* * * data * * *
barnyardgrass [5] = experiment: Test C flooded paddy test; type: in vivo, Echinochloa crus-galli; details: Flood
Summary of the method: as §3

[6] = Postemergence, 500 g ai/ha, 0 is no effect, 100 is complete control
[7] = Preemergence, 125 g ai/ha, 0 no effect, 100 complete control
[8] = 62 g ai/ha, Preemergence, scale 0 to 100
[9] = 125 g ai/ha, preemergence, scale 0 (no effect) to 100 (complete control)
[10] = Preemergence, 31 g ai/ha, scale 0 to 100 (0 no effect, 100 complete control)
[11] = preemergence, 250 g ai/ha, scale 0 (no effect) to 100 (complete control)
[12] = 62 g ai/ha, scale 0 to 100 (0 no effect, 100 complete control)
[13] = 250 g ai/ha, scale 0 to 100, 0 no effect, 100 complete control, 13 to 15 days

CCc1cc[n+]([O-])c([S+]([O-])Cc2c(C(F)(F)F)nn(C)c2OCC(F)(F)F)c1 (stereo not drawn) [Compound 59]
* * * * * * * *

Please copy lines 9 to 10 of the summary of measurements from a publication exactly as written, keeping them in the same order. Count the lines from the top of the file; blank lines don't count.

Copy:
[12] = 62 g ai/ha, scale 0 to 100 (0 no effect, 100 complete control)
[13] = 250 g ai/ha, scale 0 to 100, 0 no effect, 100 complete control, 13 to 15 days